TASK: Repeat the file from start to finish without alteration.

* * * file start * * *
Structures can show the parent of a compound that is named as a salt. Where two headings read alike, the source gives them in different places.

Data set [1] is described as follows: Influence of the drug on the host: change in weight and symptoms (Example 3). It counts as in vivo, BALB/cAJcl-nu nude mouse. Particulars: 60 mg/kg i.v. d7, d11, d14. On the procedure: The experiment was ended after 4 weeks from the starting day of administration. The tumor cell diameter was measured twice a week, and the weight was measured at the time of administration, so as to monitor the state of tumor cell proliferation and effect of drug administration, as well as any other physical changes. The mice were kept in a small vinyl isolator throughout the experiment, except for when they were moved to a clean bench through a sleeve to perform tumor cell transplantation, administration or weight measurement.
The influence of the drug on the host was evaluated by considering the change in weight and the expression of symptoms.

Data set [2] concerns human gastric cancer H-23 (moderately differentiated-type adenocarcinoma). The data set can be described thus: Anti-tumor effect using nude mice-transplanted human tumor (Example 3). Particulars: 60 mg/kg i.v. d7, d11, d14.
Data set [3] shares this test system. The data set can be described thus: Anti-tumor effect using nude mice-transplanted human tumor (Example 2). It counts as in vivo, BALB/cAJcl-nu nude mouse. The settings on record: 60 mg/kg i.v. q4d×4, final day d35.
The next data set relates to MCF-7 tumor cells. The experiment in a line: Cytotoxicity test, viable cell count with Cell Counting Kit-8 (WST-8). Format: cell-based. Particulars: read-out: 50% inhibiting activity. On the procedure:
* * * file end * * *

Structures can show the parent of a compound that is named as a salt. Where two headings read alike, the source gives them in different places.

Data set [1] is described as follows: Influence of the drug on the host: change in weight and symptoms (Example 3). It counts as in vivo, BALB/cAJcl-nu nude mouse. Particulars: 60 mg/kg i.v. d7, d11, d14. On the procedure: The experiment was ended after 4 weeks from the starting day of administration. The tumor cell diameter was measured twice a week, and the weight was measured at the time of administration, so as to monitor the state of tumor cell proliferation and effect of drug administration, as well as any other physical changes. The mice were kept in a small vinyl isolator throughout the experiment, except for when they were moved to a clean bench through a sleeve to perform tumor cell transplantation, administration or weight measurement.
The influence of the drug on the host was evaluated by considering the change in weight and the expression of symptoms.

Data set [2] concerns human gastric cancer H-23 (moderately differentiated-type adenocarcinoma). The data set can be described thus: Anti-tumor effect using nude mice-transplanted human tumor (Example 3). Particulars: 60 mg/kg i.v. d7, d11, d14.
Data set [3] shares this test system. The data set can be described thus: Anti-tumor effect using nude mice-transplanted human tumor (Example 2). It counts as in vivo, BALB/cAJcl-nu nude mouse. The settings on record: 60 mg/kg i.v. q4d×4, final day d35.
The next data set relates to MCF-7 tumor cells. The experiment in a line: Cytotoxicity test, viable cell count with Cell Counting Kit-8 (WST-8). Format: cell-based. Particulars: read-out: 50% inhibiting activity. On the procedure: